• Leslie Crews

We’re Raising An 80’s Baby In 2021

Updated: May 9



Our children will be raised on vinyl records, VHS tapes, books, photo albums, and LEGOs. This is the decision my husband and I made for our family.


My daughter won’t know what the internet is until she’s older. She wont have an iPad, or any other tablet. I don’t want her to grow up relying on something she has to perpetually upgrade, lest it not work. When I say this to other parents, I’m generally met with skepticism followed by, “You say that now. Just wait.”


I’m encouraged not to commit to this idea so soon, since our daughter is only a few months old. I’m told that the tablet is a lifesaver and will be a peace keeper when she gets to the age where tantrums are abundant and patience are thin.


Don’t get me wrong. I know the tablet is the best babysitter money can buy. I see it’s magical powers in action every time I go grocery shopping or when sitting at a red light next to a minivan.


What these well meaning seasoned parents don’t understand, is that I’d rather my child have a massive melt down in the middle of the grocery store than to give her a tablet. Oh, and to know that her tantrum will be addressed when we get home.


She will be raised the way her father and I was raised; with books, sticks, and an imagination. I’m dead serious.

Shopping in the 80’s and 90’s looked a lot different than it does now. Grocery shopping was a family event that I loved, as a child. My mother would pack four children into a red minivan. It had bench seats (bucket seats weren’t the standard yet) and a carphone. I don’t remember her using it, but it was cool back then.


My mother pushed the grocery cart down the aisles with the four of us in perfect formation. My baby sister would sit in the front of the cart with her legs flailing and hands gripped on to the metal frame. My youngest brother stood on the bottom rail at the base of the cart. This was before there were signs warning parents of the safety risks.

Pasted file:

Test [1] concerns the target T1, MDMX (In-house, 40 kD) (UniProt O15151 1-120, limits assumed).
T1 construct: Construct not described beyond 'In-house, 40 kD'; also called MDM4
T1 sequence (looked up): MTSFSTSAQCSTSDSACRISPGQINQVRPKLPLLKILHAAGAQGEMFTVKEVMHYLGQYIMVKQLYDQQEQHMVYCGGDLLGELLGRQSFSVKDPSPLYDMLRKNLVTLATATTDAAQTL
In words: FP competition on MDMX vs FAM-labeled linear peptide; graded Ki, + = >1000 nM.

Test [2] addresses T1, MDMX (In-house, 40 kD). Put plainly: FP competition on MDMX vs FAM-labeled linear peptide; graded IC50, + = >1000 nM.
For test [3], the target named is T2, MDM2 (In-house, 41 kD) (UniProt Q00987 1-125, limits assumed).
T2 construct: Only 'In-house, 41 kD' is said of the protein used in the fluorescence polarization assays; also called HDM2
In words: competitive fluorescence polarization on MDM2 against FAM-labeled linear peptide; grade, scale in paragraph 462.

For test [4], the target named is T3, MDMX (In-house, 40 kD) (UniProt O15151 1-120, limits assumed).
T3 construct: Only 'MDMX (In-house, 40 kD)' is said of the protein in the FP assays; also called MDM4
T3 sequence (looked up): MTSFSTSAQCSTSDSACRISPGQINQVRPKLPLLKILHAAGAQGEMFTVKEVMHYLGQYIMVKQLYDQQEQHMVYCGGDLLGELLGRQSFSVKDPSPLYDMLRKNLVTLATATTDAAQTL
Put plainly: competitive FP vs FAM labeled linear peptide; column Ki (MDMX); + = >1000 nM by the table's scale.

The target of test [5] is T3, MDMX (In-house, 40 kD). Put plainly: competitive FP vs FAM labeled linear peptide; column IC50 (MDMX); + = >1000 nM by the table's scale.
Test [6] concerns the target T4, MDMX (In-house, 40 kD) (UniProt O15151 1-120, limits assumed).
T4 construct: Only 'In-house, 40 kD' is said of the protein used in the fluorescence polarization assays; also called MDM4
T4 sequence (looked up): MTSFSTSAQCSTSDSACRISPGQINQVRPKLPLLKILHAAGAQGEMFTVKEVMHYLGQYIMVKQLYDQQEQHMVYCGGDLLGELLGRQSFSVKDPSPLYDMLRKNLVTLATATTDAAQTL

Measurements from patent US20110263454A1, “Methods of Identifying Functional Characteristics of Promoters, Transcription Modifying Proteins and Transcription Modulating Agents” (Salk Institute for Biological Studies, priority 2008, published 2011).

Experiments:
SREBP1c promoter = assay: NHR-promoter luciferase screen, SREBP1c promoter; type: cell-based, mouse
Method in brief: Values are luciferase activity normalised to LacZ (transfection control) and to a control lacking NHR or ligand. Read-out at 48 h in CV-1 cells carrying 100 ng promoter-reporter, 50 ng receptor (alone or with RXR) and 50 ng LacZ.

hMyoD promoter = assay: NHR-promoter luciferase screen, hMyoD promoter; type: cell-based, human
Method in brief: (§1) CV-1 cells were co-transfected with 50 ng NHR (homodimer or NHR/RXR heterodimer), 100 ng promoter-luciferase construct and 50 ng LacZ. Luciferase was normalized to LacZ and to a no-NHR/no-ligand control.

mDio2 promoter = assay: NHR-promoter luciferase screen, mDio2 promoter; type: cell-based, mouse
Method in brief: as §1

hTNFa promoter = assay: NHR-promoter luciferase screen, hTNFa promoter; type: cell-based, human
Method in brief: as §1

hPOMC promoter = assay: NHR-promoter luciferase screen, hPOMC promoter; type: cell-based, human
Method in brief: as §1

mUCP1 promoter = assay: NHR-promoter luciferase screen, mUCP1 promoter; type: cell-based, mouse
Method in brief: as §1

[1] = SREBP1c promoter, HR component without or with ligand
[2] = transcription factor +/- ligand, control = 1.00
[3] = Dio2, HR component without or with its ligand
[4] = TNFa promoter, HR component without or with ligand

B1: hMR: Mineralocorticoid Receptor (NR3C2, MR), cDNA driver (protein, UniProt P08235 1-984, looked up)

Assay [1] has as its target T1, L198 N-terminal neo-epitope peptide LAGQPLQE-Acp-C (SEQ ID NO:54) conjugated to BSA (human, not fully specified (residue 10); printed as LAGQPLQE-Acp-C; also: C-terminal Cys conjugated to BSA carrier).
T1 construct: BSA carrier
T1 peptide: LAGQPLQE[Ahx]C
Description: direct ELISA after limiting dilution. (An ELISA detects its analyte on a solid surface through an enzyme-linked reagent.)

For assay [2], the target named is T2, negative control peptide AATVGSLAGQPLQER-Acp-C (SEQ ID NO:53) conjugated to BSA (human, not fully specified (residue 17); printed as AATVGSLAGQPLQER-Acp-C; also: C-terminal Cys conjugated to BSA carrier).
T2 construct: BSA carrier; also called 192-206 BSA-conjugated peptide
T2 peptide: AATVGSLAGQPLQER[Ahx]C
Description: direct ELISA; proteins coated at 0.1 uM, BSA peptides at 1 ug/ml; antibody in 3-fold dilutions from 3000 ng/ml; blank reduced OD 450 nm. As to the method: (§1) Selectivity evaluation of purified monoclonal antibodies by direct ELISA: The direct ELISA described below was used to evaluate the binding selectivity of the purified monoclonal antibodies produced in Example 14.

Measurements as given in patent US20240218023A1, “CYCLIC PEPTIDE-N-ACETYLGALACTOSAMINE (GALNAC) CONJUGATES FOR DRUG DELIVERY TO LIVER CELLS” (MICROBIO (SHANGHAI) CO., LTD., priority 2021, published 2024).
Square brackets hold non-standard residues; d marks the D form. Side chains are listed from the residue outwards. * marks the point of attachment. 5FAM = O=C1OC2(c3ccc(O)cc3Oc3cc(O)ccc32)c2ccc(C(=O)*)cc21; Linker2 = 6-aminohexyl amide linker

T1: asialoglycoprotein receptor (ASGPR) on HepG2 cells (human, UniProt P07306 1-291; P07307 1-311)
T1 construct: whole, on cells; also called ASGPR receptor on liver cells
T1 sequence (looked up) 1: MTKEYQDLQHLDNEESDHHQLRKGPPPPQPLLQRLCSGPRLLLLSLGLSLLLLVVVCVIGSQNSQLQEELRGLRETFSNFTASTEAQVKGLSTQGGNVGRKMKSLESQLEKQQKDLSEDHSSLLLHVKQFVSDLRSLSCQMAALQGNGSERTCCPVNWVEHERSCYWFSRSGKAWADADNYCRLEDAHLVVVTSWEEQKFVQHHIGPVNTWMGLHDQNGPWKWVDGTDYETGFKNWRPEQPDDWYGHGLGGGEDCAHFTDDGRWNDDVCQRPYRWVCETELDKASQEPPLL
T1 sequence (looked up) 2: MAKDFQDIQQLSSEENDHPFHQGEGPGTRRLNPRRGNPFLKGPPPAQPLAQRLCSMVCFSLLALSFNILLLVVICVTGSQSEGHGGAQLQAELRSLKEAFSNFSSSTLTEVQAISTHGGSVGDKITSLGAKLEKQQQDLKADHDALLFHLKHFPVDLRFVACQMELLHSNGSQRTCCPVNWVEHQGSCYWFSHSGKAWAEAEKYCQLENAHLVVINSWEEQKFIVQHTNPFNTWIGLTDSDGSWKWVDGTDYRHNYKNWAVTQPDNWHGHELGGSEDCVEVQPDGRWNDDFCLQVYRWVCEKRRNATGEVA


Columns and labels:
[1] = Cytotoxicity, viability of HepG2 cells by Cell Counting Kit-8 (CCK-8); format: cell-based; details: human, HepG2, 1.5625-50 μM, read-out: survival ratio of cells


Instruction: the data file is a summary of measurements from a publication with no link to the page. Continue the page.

The elder brother and I would hold on to the cart handle on either side of our mom. Til this day, I naturally want to hold on to the cart when my mom is shopping.


This was how one woman shopped for a family of six with four children all accounted for, and no one running around like they didn’t have home training. As we shopped, we talked and sang. We laughed a lot. We weren’t a perfect family but we had fun together.


As the oldest of the siblings, my brother and I would go off on assignment to pick out tomatoes, bread, and onions. My youngest brother would help grab lite things off the shelves, like toilet paper and paper towels. Although small, even my baby sister learned the lessons of “Don’t touch that” and “Don’t smash the bread”. And we were never out of our mothers sight. I plan on raising my child the same way.